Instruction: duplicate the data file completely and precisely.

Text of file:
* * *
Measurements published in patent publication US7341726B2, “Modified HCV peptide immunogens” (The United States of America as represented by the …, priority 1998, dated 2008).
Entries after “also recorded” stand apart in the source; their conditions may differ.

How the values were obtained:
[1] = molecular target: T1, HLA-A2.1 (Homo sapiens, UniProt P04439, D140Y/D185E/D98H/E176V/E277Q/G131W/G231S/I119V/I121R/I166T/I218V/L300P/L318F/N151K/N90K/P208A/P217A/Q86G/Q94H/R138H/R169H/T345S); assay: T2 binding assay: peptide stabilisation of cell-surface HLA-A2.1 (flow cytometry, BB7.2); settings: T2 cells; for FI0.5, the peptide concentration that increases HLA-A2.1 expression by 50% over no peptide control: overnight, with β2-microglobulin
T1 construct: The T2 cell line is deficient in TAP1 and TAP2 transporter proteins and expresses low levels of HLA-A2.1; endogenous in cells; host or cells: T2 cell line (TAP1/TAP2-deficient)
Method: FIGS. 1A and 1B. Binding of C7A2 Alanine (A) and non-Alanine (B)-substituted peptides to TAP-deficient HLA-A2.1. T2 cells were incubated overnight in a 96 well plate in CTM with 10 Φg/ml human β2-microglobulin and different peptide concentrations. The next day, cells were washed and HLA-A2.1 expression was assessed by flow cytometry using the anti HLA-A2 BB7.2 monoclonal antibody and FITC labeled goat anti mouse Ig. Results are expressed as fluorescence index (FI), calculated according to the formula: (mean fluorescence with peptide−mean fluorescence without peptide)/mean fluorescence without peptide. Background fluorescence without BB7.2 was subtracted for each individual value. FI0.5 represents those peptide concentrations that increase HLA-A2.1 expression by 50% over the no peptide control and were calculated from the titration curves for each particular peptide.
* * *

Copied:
Measurements published in patent publication US7341726B2, “Modified HCV peptide immunogens” (The United States of America as represented by the …, priority 1998, dated 2008).
Entries after “also recorded” stand apart in the source; their conditions may differ.

How the values were obtained:
[1] = molecular target: T1, HLA-A2.1 (Homo sapiens, UniProt P04439, D140Y/D185E/D98H/E176V/E277Q/G131W/G231S/I119V/I121R/I166T/I218V/L300P/L318F/N151K/N90K/P208A/P217A/Q86G/Q94H/R138H/R169H/T345S); assay: T2 binding assay: peptide stabilisation of cell-surface HLA-A2.1 (flow cytometry, BB7.2); settings: T2 cells; for FI0.5, the peptide concentration that increases HLA-A2.1 expression by 50% over no peptide control: overnight, with β2-microglobulin
T1 construct: The T2 cell line is deficient in TAP1 and TAP2 transporter proteins and expresses low levels of HLA-A2.1; endogenous in cells; host or cells: T2 cell line (TAP1/TAP2-deficient)
Method: FIGS. 1A and 1B. Binding of C7A2 Alanine (A) and non-Alanine (B)-substituted peptides to TAP-deficient HLA-A2.1. T2 cells were incubated overnight in a 96 well plate in CTM with 10 Φg/ml human β2-microglobulin and different peptide concentrations. The next day, cells were washed and HLA-A2.1 expression was assessed by flow cytometry using the anti HLA-A2 BB7.2 monoclonal antibody and FITC labeled goat anti mouse Ig. Results are expressed as fluorescence index (FI), calculated according to the formula: (mean fluorescence with peptide−mean fluorescence without peptide)/mean fluorescence without peptide. Background fluorescence without BB7.2 was subtracted for each individual value. FI0.5 represents those peptide concentrations that increase HLA-A2.1 expression by 50% over the no peptide control and were calculated from the titration curves for each particular peptide.